In which Patrick Macias and Joseph Luster provide extensive analysis of the latest film by J.L. Carrozza (AKA Kojiro Abe), Little Red Riding Hood.
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PM: Fundamentally, I think the film represents an ethical struggle for meaning taking place within Carrozza’s own mind. It reveals many doubts over the “dark side” of humanity. I think the younger “Kojiro Abe” would have been content to let the nihilistic figure of the wolf triumph over all at the end. But perhaps now he is recognizing in mature fashion that man’s animal nature must be overcome in order for civilization to persist. After all, at the end of the piece, the orally fixated Wolf (who desires to “eat” Red more than to have carnal relations with her) has been castrated and heterosexual reproduction, in the form of Red and the Woodcutter, is allowed to resume.
JL: I think, as the Wolf itself has been presented as an extension of Abe’s persona, that the character, through its animalistic and arguably misunderstood nature, represents a fruitless search for love on Jules’ part that is always thwarted by another man.
PM: Yes, I think so, too. This was definitely among my first impressions. However, I don’t think the wolf is “arguably misunderstood.” He is simply not very likeable aside from his vitality and lust!
JL: And yet, Abe is left alone in the woods, with the remains of the past (the “grandmother”) all that he has left to feed upon. This is symbolic of his taste in cult films.
The Wolf offers up his only remnants of sanity: dirty movies on DVD
PM: If only from the standpoint of the Wolf’s character, ‘Little Red Riding Hood’ is a simple “loser narrative”, as are many of the Asian cult films that have inspired Carrozza over the years. But the film is loaded with possible meanings. Note, for instance, that the Woodcutter and the Wolf bear a distinct resemblance to each other in physical appearance.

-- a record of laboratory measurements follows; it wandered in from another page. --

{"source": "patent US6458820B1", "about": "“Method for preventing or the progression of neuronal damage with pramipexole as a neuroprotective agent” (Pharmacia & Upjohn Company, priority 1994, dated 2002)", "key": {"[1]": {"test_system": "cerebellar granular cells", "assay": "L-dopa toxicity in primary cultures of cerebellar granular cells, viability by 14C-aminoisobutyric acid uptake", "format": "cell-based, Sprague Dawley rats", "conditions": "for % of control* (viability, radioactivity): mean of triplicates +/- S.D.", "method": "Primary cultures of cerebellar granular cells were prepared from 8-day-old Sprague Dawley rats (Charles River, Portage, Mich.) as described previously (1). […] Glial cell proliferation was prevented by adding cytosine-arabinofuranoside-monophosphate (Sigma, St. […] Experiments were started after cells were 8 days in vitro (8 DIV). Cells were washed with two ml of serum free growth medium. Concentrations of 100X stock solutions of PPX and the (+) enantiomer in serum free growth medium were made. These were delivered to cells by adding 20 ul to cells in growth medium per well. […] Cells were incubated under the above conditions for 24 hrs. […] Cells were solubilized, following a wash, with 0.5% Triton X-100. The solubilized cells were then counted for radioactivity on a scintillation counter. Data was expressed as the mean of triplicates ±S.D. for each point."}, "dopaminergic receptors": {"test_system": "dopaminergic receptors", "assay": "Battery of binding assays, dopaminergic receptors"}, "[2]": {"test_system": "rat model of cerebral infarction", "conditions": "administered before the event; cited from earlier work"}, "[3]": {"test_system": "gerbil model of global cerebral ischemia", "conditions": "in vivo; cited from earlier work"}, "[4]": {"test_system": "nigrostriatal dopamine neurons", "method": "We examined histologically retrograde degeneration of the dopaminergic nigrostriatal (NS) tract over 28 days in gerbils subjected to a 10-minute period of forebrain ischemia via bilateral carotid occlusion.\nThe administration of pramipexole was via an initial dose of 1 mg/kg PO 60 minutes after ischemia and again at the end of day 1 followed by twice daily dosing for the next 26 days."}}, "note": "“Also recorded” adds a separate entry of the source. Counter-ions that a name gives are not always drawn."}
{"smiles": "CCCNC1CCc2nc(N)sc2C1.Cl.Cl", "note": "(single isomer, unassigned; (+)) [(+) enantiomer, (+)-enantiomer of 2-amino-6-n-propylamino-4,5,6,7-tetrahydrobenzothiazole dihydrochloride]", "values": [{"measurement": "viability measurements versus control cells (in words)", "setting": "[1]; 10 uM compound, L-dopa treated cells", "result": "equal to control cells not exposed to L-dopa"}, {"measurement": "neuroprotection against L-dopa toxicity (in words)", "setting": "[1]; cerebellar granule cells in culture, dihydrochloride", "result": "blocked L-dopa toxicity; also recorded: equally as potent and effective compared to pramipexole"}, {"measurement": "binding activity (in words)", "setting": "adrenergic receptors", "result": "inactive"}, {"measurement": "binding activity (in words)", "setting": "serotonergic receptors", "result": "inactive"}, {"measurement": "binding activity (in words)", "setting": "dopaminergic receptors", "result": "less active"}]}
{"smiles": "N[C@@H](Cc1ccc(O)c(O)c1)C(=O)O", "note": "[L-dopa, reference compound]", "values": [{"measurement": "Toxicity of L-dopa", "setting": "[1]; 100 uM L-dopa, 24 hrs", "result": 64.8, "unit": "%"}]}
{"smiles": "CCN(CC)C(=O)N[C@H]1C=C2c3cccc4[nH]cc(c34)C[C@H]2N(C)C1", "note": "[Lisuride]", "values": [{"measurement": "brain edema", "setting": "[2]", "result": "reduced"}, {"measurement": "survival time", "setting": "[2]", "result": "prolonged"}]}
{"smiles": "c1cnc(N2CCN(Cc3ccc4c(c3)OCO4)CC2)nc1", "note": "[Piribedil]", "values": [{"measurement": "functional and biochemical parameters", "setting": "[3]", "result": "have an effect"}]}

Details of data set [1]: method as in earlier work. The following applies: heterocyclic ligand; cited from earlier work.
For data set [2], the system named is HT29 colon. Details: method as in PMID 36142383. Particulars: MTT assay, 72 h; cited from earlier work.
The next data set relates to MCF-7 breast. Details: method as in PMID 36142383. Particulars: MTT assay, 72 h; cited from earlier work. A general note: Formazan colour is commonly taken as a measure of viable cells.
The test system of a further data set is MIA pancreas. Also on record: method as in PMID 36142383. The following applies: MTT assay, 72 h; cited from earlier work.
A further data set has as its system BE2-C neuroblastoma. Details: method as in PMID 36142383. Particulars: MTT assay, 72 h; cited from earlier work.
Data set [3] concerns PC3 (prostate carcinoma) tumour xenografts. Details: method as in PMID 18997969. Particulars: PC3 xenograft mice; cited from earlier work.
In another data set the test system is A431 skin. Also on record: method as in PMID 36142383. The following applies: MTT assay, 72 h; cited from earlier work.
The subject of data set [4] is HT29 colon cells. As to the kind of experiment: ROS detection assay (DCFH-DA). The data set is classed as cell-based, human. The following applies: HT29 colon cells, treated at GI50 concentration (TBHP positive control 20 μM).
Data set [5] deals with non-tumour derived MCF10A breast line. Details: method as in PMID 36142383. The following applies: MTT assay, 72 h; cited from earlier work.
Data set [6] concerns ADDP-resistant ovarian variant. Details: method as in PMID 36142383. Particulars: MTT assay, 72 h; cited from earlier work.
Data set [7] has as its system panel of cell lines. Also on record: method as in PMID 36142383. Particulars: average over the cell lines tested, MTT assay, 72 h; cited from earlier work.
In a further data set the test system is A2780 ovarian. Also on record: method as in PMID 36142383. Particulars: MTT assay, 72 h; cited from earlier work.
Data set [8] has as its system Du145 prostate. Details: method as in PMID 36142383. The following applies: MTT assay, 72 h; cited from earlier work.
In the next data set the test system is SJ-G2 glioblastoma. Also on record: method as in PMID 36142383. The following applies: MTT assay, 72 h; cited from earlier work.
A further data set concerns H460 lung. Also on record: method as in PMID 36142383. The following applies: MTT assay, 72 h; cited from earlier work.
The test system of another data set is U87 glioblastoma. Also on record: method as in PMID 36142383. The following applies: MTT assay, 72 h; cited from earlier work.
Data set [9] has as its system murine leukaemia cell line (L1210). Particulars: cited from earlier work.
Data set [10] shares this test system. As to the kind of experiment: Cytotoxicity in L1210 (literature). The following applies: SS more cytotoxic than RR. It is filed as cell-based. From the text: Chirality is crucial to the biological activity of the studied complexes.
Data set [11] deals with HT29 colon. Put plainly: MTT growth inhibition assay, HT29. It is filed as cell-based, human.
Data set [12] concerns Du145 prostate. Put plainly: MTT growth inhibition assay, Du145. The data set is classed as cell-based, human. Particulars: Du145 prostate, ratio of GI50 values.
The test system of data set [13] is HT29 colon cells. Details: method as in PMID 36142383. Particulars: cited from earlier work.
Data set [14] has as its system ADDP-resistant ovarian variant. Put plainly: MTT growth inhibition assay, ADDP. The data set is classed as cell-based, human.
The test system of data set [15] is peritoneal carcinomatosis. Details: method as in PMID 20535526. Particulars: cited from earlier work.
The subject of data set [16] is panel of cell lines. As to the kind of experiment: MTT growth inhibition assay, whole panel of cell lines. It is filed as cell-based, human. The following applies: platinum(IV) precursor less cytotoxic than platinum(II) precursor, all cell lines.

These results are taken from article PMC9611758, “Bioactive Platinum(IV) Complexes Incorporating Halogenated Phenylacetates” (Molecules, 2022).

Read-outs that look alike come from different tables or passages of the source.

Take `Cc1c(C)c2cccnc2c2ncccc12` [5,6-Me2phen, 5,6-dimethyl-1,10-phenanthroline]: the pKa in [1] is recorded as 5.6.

JL: They do.
PM: Almost as if they are doppelgangers. Both are bearded, use coarse language, and do not hesitate to shed blood.
JL: The Woodcutter could be seen as one side to Abe’s mind. One that, while within his grasp, is always just out of reach.
PM: The Woodcutter partially succeeds because he is a hard worker. All the Wolf does is watch cult movies and think about food. He seems to be indicative of the masturbatory sexuality of male adolescents and a life force that is vigorous but not generative.
JL: I think he is indicative of the time when Jules’ worked in a fish factory.
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JL: Do you think there’s some sort of symbolism behind the Woodcutter’s limp and effortless swings? Does Red, then, represent desire?
PM: I do not believe in didactic symbolism so much as possible theoretical readings.
JL: Well, let’s look at it from that angle then.
PM: In traditional Freudian readings of fairy tales, the story of Little Red Riding Hood is about a young girl’s frightening but necessary initiation into the animal nature of male sexuality. I don’t think Carrozza’s version significantly deviates from the original in this respect, which I think is one of its flaws. Red’s duel with the Wolf is a good idea, but her previous characterization in the film does not support such actions.
JL: Agreed. I think he could have taken her arc into a different direction. But, what of Abe’s choices in his uplifting ending? Do you think that the wolf could actually be “Kojiro Abe,” while the woodcutter is J.L. Carrozza?
PM: I find that art is often inseparable from the artists’ psyche.
JL: I’m starting to really get behind the idea of the film as an execution of a former ego.
A nymph from within the recesses of Abe’s mind attacks his vulgar alter-ego.
PM: I wonder if it is an entirely “uplifting ending,” though. While Jules seems to hint that the world might be more peaceful without the threat of the wolf, we each have to ask ourselves, “would I myself want to live in a world without a Kojiro Abe?”